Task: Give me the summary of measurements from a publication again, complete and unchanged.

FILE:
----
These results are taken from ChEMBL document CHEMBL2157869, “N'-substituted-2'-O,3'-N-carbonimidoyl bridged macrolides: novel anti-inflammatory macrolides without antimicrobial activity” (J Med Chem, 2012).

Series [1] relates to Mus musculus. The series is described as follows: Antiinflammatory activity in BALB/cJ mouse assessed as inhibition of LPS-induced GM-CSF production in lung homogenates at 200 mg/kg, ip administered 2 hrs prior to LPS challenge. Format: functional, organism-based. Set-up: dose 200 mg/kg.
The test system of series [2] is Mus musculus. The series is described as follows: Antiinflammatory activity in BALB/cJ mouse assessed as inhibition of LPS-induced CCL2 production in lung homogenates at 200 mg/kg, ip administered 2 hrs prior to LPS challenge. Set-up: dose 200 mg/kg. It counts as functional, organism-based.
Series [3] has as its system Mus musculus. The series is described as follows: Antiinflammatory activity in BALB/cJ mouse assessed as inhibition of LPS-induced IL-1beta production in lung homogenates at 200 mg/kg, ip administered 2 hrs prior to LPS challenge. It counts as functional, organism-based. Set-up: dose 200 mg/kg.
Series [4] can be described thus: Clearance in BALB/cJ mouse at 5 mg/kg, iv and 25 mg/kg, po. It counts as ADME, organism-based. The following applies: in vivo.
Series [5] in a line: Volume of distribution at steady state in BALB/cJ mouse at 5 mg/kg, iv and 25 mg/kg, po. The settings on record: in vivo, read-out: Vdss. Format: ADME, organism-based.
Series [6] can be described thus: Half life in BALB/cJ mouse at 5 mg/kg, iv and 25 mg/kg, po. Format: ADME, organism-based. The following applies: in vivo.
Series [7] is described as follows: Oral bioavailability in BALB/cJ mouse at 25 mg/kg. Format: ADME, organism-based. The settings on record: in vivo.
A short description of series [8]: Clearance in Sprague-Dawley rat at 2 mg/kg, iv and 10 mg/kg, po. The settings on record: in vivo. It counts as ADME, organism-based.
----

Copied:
These results are taken from ChEMBL document CHEMBL2157869, “N'-substituted-2'-O,3'-N-carbonimidoyl bridged macrolides: novel anti-inflammatory macrolides without antimicrobial activity” (J Med Chem, 2012).

Series [1] relates to Mus musculus. The series is described as follows: Antiinflammatory activity in BALB/cJ mouse assessed as inhibition of LPS-induced GM-CSF production in lung homogenates at 200 mg/kg, ip administered 2 hrs prior to LPS challenge. Format: functional, organism-based. Set-up: dose 200 mg/kg.
The test system of series [2] is Mus musculus. The series is described as follows: Antiinflammatory activity in BALB/cJ mouse assessed as inhibition of LPS-induced CCL2 production in lung homogenates at 200 mg/kg, ip administered 2 hrs prior to LPS challenge. Set-up: dose 200 mg/kg. It counts as functional, organism-based.
Series [3] has as its system Mus musculus. The series is described as follows: Antiinflammatory activity in BALB/cJ mouse assessed as inhibition of LPS-induced IL-1beta production in lung homogenates at 200 mg/kg, ip administered 2 hrs prior to LPS challenge. It counts as functional, organism-based. Set-up: dose 200 mg/kg.
Series [4] can be described thus: Clearance in BALB/cJ mouse at 5 mg/kg, iv and 25 mg/kg, po. It counts as ADME, organism-based. The following applies: in vivo.
Series [5] in a line: Volume of distribution at steady state in BALB/cJ mouse at 5 mg/kg, iv and 25 mg/kg, po. The settings on record: in vivo, read-out: Vdss. Format: ADME, organism-based.
Series [6] can be described thus: Half life in BALB/cJ mouse at 5 mg/kg, iv and 25 mg/kg, po. Format: ADME, organism-based. The following applies: in vivo.
Series [7] is described as follows: Oral bioavailability in BALB/cJ mouse at 25 mg/kg. Format: ADME, organism-based. The settings on record: in vivo.
A short description of series [8]: Clearance in Sprague-Dawley rat at 2 mg/kg, iv and 10 mg/kg, po. The settings on record: in vivo. It counts as ADME, organism-based.